Under the age of 45, though the same problems of hormone levels potentially being normal during perimenopause still apply, blood hormone levels are worth checking as experiencing menopause at this age is classed as early and is managed slightly differently. Hormonal checks must be carried out if you are under 40 and experiencing period changes or symptoms suggestive of menopause. This is because medical professionals need them to detect a condition called premature ovarian insufficiency (POI), or “premature” menopause, and thus be able to provide you with the correct care.

Can you use hormonal blood tests to work out whether or not you can safely stop contraception?

Potentially, yes. This depends on both your age and the contraception you are using, and whether or not you’re using HRT. If your GP thinks hormonal blood tests are helpful and relevant, it is important to remember that the use of either HRT or certain hormonal contraception may well impact the reliability of the blood test results. If you’re using HRT or combined hormonal contraception (CHC), i.e. the combined pill, vaginal ring, or patch, then hormonal blood tests will not give you a reliable result. These hormones suppress your body’s levels of FSH and LH. Blood tests work by measuring these exact hormones, so if you are taking medication that affects them, testing cannot tell you accurately where you are in terms of your menopause, or whether or not you can stop contraception. If you’re using progestogen-only contraception (progestogen-only pill, implant, depo injection, and hormonal coils) blood testing can be reliable. Your FSH levels are not affected by these methods of contraception. As such, if you are not experiencing a period and you are over fifty, and if you are using progestogen-only contraception, blood testing can determine whether or not you need to use contraception. However, if you are under fifty, blood testing this way cannot tell you whether you can stop using contraception. Here is everything you need to know about menopause contraception.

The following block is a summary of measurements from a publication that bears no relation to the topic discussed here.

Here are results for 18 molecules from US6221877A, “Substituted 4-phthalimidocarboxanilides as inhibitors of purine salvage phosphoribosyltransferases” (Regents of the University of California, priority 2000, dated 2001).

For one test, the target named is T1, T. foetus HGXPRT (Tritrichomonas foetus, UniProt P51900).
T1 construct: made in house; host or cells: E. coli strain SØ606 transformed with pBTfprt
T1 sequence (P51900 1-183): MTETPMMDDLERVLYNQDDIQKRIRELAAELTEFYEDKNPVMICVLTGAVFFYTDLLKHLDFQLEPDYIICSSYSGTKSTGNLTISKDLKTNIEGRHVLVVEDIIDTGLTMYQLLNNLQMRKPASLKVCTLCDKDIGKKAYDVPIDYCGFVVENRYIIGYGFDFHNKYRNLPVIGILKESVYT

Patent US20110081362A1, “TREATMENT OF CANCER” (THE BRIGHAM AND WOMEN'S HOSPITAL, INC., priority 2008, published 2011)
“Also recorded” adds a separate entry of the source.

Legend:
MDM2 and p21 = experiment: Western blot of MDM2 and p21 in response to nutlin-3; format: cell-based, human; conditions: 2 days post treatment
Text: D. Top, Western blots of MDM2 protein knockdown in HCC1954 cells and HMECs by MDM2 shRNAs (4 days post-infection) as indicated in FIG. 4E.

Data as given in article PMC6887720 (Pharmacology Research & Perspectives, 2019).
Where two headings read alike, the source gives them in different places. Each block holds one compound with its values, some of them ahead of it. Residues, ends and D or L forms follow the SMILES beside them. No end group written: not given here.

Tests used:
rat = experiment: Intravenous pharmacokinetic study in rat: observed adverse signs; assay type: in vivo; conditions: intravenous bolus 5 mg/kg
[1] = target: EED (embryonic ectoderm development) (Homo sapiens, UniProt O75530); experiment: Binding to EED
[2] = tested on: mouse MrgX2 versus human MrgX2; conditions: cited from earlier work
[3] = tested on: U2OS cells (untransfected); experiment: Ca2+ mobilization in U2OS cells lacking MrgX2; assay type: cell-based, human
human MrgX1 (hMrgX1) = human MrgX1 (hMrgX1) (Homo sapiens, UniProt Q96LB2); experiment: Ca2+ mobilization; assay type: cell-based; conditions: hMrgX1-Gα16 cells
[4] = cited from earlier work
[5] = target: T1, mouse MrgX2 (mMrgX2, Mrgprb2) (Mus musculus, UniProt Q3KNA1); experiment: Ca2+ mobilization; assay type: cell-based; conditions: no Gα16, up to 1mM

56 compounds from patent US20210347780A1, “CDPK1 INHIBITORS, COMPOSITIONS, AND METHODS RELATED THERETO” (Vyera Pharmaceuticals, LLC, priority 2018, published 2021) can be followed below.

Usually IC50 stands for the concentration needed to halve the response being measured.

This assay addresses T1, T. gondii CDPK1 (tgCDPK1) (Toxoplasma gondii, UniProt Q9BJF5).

Menopause blood test – key facts

  1. Hormonal blood tests are used to work out the presence and level of menopausal hormones in your blood. However, their use and efficacy both depend on your age and your use of contraception and/or HRT.
  2. For women aged 45 or above with typical menopausal symptoms and/or typical period changes, hormonal blood tests are not recommended nor needed. We can make an accurate guess due to your age and symptoms that you are most likely perimenopausal or menopausal. Blood tests at this age may be misleading and not give you an accurate representation of where you are in your menopausal journey.
  3. Hormonal blood tests are generally recommended for women under 45 with potential menopausal symptoms and/or relevant period changes. However, the results may still not give you a clear answer.
  4. For women aged 50 or above who are not experiencing periods, blood hormone (FSH) levels may be useful when deciding whether or not contraception can be safely stopped. However, it is important to remember that if you are using either HRT or combined hormonal contraception, the tests will not reflect accurate results.
  5. For women not using any hormones, contraception can be safely stopped two years after your last menstrual period if you are under 50. If you are over 50, you are safe to stop contraception one year after your last menstrual period.
  6. All women over 55 years can safely stop contraception, no blood tests are needed, as pregnancy is extremely rare at and after this age.

 

 

Dr Kate Burns Dr Kate Burns GP